Sunday, November 28, 2021

Non-College Careers

You don't have to go to college to be successful in life.  But that doesn't mean you don't have to hump, though.

I have a number of friends who never went to college - or dropped out early on - who are now retired and living quite comfortably.  Turns out, the dire predictions of what life would be like without college were largely untrue.  Yes, backward-looking statistics from the 1960's and 1970's show that you will make more money with a college degree - back in the 1960's and 1970's.  Today?  Well, factoring in the staggering cost of college these days, it isn't always a value proposition.

Take Jeff, for example.  He didn't want to go to college, or at the very least, not at the college his parents wanted him to go to.  Like most parents, they wanted him to go to a big "name" school, even though his grades were mediocre and his SAT scores were lacking.  I ran into this same deal - my Mother wanted me to apply at Harvard, when I had not even a snowball's chance in hell of getting in.  I think she had a vague idea of bragging to her friends at cocktail parties about her son at Harvard.

And let's get that out of the way right there - many parents do odious things in the name of their own status.  They pressure their kids into career paths that don't interest them (and for which they have no innate talent) simply so they can have bragging rights on the cul-de-sac.  I know of a lot of doctors and lawyers who entered the field at the urging of their parents, not because they necessarily wanted to.

Anyway, Jeff ended up at a Forestry school, which if he had graduated, would have qualified him for a comfortable government job and a pension, after working 30 years in the middle of nowhere.  It was a career path, but not one he wanted.  Likely had he graduated, he would not have ended up as a forest ranger anyway, as the school graduates more people in the field than there are jobs.

So, after a half a semester at school, he dropped out and went to work.  He got some odd jobs at first, working at the bank.  But he eventually started his own business doing home appraisals and inspections and eventually getting his real estate license.  He also snapped up some distressed properties and fixed them up, using his handyman skills, and sold them for a profit.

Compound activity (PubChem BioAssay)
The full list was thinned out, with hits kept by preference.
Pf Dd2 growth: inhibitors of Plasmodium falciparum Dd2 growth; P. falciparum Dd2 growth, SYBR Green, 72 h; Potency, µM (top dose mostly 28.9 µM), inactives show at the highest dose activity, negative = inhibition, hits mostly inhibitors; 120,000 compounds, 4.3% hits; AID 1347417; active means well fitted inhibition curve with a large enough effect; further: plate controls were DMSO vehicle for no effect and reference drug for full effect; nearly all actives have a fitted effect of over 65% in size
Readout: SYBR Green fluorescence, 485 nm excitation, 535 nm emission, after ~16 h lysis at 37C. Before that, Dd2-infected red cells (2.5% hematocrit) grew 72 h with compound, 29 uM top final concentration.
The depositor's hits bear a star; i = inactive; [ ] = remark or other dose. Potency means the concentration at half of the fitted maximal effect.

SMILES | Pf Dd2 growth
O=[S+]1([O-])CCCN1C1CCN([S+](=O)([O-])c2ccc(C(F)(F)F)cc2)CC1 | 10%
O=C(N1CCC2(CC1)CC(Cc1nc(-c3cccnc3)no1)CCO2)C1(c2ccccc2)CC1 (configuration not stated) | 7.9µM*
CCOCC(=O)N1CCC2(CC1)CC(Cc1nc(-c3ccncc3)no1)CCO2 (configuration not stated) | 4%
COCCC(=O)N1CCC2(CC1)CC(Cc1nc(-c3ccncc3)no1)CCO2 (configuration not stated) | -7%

He did very well for himself, and now owns a winter house and a summer home - he is hardly poor and destitute or working some minimum-wage job at McDonald's - the nightmare scenario his guidance counselor and parents instilled in him.  In fact, he never worked at such jobs.  In fact, such jobs are a dead-end and a waste of time.  Sure, they are a means of earning money while you apply for a better job.  But the idea of a "living wage" on a dead-end job is just stupid.  Who wants to retire from McDonald's?  Who ever does?  No one!

Fred never went to college.  After High School and the Army, he got a job in the trades and worked his way up to owning his own HVAC and industrial design company.  It wasn't easy, of course - it required a lot of hard work and some humping.  But by the time he retired, he owned a house in the country - on 100 acres, as well as a vacation home down South, as well as some investment properties.  He hardly is poor, and is better off than a lot of college-educated people at the same point in life.

What's the common denominator of success?  Well, having some native intelligence, some skills, and a motivation to succeed.  College is fine and all - I spent 14 years there.  But it is not a guarantee of success.  In fact, it may be the opposite, as we promise an entire generation (or two, or three) that "if only" they borrow staggering sums of money to go to college to study nonsense, they will have cushy jobs like on The Office, where no real work is done, other than office gossip and back-biting.  And kids dumb enough to fall for this lie probably get what they deserve.  Sadly, it is often the parents, as I noted before, that push them into this stupidity.

And let's face it, a lot of parents, in addition to status reasons, want their kids to go to college just to get them out of the house.  They don't want some gun-collecting and ninja-sword wielding "gamer" living in their basement and biding his time until the next school shooting.  They want the kid launched and college seems like an easy out.  It kicks the can down the road for another four years, at least.

The one other thing that my non-college friends seem to have in common is that they get touchy about the fact they never went to college.  I suppose if you never went, you might feel you missed out on something.  You didn't.  Just imagine high school with dormitories.  Same shit, different day.  Kids being stupid, boring studies that often have little to do with what is going on in the world.  And few kids studying anything "hard" - with most of their time taken up with social grooming.

But for some reason, my non-college friends have a chip on their shoulder about college.  And I am not sure why.  Some of my college-educated friends make a fetish about their alma mater 20 or 30 or even 40 years after graduation.  They fly the school flag and root for the home team, even though they live a half-dozen States away and none of the people they knew from "back then" are around.  I guess some people are desperate for an identity in life.

I wouldn't be jealous of that!